Cody Regional Health Now Uses Pure Oxygen for Wound Treatment | | Big Horn Radio Network | Wyoming

Cody Regional Health Now Uses Pure Oxygen for Wound Treatment

Written by on November 5, 2020

Wound care gets “a breath of fresh air” at Cody Regional Health, adding to the advanced regional care options available in the Bighorn Basin.

Cody Regional Health’s Wound Care Center continues to offer hyperbaric oxygen therapy as one of its many options to better treat wounds. It’s the only facility certified to do so in all of northern Wyoming.

The concept behind hyperbaric oxygen therapy is relatively simple – patients breathe in pure oxygen in a pressurized environment. In that environment, the air pressure increased two or three times that of normal, which allows the lungs to take in more oxygen than at normal air pressure.

That extra oxygen can fight bacteria and stimulate the body to produce more stem cells, all of which can promote healing. Conditions that can be treated through hyperbaric oxygen therapy include serious infections and wounds that are difficult to heal, particularly if caused by diabetes or radiation.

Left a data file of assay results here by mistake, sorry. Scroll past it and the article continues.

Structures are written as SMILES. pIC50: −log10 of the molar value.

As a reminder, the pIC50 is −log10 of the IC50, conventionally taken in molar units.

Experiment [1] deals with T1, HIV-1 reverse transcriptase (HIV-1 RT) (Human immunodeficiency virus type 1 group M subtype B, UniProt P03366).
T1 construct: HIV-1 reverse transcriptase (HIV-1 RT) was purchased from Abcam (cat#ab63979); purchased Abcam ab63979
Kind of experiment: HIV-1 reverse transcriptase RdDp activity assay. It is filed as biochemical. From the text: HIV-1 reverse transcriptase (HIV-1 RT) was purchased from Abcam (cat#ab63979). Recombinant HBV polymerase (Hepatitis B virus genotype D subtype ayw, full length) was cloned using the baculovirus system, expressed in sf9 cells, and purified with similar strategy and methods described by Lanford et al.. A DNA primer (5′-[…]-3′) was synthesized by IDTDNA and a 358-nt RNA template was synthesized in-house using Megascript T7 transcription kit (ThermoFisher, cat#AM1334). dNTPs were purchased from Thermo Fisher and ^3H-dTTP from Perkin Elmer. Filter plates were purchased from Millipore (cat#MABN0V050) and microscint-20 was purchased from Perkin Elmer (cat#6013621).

This exciting treatment is possible thanks to Cody Regional Health Wound Care Physician, Stephen E. Mainini, M.D., FACP, FCCP, CWSP.  The doctor recently earned the professional designation of CWSP – Certified Wound Specialist Physician – after completing a National Board Certification with the American Board of Wound Management.

Mainini said, “I wanted to become ABWM certified to enhance our team approach to successful wound management and to improve the quality of wound care for our patients.”

Cody Regional Health offers this state-of-the-art treatment as part of their already high caliber treatment options. In 2020 alone, the Wound Care Center had 1,813 ­­­­patient visits over the past year with a rate of 94.83% success and an average heal time within 21 days of treatment started.

There are no referrals needed for treatment at the Wound Care Center – you’ll likely end up there if you need such attention. Otherwise, you can contact the Center directly by calling 307-578-2538.


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